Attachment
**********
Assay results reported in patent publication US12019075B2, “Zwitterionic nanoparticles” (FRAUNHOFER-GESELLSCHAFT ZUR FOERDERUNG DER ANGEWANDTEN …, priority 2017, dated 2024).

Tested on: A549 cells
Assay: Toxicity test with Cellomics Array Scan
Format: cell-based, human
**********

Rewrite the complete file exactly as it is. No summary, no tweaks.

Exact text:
Assay results reported in patent publication US12019075B2, “Zwitterionic nanoparticles” (FRAUNHOFER-GESELLSCHAFT ZUR FOERDERUNG DER ANGEWANDTEN …, priority 2017, dated 2024).

Tested on: A549 cells
Assay: Toxicity test with Cellomics Array Scan
Format: cell-based, human